From here I began to fill in the base and sides of the table saw station with MDF board. Note MDF is not my favorite, but I chose it for this project because it was budget friendly and will offer plenty of strength.

Next I installed the top. I made the top out of one 3/4″ sheet of MDF and one 1/8″ sheet of white paneling. I connected the top using 18 gauge brad nails. These nails will hold it down securely, but will also allow me to easily replace the surface if ever necessary. *This was my stopping point for day one.

Day two began with installing the support board that will connect the folding outfeed table. I beveled a 2×4 with a 45 degree angle and planed it down until it was a little bit lower than the rest of the table saw station. I attached this board using screws. At this point I also installed my piano hinge.

After the support board was attached I cut the MDF to size for the top of my assembly/outfeed table. I propped it up near the table saw station using scrap lumber and a fold up picnic table. I attached this piece to the rest of the unit using the piano hinge.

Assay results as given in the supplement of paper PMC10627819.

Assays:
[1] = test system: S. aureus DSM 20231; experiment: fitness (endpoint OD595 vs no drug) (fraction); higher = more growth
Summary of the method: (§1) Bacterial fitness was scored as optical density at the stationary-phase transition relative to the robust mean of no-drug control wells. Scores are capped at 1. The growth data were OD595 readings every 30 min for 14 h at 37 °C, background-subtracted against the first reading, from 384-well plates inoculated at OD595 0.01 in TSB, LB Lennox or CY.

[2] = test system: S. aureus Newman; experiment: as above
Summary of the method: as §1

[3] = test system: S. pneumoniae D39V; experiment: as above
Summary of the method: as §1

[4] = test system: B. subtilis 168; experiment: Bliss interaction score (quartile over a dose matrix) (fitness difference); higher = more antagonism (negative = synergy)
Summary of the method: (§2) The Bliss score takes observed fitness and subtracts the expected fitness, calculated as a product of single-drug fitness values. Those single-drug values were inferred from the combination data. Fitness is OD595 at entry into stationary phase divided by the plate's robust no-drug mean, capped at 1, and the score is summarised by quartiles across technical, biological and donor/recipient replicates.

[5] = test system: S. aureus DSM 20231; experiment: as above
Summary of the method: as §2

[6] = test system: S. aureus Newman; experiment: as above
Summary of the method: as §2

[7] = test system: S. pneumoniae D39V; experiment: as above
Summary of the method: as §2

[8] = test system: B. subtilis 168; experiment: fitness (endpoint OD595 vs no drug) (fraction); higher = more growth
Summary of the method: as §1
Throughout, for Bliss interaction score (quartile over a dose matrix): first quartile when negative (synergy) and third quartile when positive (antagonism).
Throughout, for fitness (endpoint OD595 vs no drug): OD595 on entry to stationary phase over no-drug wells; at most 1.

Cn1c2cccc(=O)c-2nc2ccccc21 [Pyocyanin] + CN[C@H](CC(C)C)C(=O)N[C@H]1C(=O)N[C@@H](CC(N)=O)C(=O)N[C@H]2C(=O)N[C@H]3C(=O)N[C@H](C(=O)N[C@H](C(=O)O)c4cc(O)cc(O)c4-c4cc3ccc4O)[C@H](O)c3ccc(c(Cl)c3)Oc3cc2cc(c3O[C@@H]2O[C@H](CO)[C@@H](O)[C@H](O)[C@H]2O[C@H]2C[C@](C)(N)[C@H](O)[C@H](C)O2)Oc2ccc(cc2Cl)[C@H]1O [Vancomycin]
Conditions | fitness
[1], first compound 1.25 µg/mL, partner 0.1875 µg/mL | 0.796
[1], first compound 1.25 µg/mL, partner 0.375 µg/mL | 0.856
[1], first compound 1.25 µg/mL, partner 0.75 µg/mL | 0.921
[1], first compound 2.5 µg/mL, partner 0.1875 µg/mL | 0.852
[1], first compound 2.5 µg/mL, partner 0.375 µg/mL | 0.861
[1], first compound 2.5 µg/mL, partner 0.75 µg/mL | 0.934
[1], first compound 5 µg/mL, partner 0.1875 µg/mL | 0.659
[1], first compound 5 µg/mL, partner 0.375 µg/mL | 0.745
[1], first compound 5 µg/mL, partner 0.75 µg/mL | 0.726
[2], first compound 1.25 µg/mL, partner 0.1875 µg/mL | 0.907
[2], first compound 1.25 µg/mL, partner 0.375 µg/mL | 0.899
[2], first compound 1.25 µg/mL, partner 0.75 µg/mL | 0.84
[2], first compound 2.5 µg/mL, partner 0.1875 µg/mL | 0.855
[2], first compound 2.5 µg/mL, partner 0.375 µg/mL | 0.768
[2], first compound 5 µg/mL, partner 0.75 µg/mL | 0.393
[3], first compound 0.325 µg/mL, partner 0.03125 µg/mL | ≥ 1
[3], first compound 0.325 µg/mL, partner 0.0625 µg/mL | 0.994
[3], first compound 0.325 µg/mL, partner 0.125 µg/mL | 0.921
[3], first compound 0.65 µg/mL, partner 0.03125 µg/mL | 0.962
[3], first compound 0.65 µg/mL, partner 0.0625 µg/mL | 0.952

Finally I used scrap 2×4’s for the legs of the folding table. I installed rubber feet on the bottom and attached them to the folding table using some screws and old hinges that I had lying around.

I have plans to improve storage and add a router table to this table saw station, but for now I am pleased with how this project turned out.

Building A Dream

Measure tape and pencil on wooden palnks

My passion for woodworking dates back many years to when I was a little boy watching my grandpa fix and build stuff. I used to think he could do anything, and I admired him greatly. He taught me how to use a wide variety of tools, and gave me little “projects” to build. We used to watch “This Old House” and “New Yankee Workshop” together every day at the kitchen table. He would sketch various tools and quiz me about what they were called. My passion was flamed by my awesome stepdad David. Although goofy, and often sloppy, David could figure out how to fix and install just about anything. He made DIY fun, and sometimes scary.

My father, two different uncles, as well as great and great great grandfathers on both sides of my family are/were woodworkers as well. This passion flows through my blood and has been cultivated throughout my life.

Designing, building, and sharing useful, entertaining, or attractive pieces brings me so much joy. That is why I’m writing this post right now. I want to build up an online portfolio to share with all who would care to see. I hope to showcase some of my favorite pieces, inspire other people to build, and offer quality educational content.

I hope you enjoy the things to come as much as I will enjoy sharing them!